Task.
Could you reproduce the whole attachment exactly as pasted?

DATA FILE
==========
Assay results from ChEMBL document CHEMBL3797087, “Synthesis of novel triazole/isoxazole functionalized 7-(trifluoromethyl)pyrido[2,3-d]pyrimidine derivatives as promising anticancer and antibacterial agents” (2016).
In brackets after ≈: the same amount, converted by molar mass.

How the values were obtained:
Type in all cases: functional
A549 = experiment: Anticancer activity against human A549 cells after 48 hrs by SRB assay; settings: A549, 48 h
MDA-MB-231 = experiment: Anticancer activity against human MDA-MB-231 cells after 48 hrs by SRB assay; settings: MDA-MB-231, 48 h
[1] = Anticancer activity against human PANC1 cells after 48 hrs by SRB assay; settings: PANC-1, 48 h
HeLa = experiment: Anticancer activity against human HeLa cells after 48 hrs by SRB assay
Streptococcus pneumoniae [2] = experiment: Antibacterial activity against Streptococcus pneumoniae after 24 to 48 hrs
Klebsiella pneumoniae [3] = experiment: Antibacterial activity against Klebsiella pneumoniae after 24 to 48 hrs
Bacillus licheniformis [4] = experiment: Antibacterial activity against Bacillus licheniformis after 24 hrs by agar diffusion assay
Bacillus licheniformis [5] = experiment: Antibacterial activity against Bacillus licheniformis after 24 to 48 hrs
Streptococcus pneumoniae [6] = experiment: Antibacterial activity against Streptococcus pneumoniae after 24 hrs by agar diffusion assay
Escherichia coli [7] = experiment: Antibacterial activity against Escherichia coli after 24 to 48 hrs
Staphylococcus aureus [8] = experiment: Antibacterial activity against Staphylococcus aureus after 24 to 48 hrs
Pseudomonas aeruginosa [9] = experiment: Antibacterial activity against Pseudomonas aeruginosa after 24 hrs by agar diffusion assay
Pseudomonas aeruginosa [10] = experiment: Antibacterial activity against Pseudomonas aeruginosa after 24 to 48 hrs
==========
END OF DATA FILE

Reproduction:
Assay results from ChEMBL document CHEMBL3797087, “Synthesis of novel triazole/isoxazole functionalized 7-(trifluoromethyl)pyrido[2,3-d]pyrimidine derivatives as promising anticancer and antibacterial agents” (2016).
In brackets after ≈: the same amount, converted by molar mass.

How the values were obtained:
Type in all cases: functional
A549 = experiment: Anticancer activity against human A549 cells after 48 hrs by SRB assay; settings: A549, 48 h
MDA-MB-231 = experiment: Anticancer activity against human MDA-MB-231 cells after 48 hrs by SRB assay; settings: MDA-MB-231, 48 h
[1] = Anticancer activity against human PANC1 cells after 48 hrs by SRB assay; settings: PANC-1, 48 h
HeLa = experiment: Anticancer activity against human HeLa cells after 48 hrs by SRB assay
Streptococcus pneumoniae [2] = experiment: Antibacterial activity against Streptococcus pneumoniae after 24 to 48 hrs
Klebsiella pneumoniae [3] = experiment: Antibacterial activity against Klebsiella pneumoniae after 24 to 48 hrs
Bacillus licheniformis [4] = experiment: Antibacterial activity against Bacillus licheniformis after 24 hrs by agar diffusion assay
Bacillus licheniformis [5] = experiment: Antibacterial activity against Bacillus licheniformis after 24 to 48 hrs
Streptococcus pneumoniae [6] = experiment: Antibacterial activity against Streptococcus pneumoniae after 24 hrs by agar diffusion assay
Escherichia coli [7] = experiment: Antibacterial activity against Escherichia coli after 24 to 48 hrs
Staphylococcus aureus [8] = experiment: Antibacterial activity against Staphylococcus aureus after 24 to 48 hrs
Pseudomonas aeruginosa [9] = experiment: Antibacterial activity against Pseudomonas aeruginosa after 24 hrs by agar diffusion assay
Pseudomonas aeruginosa [10] = experiment: Antibacterial activity against Pseudomonas aeruginosa after 24 to 48 hrs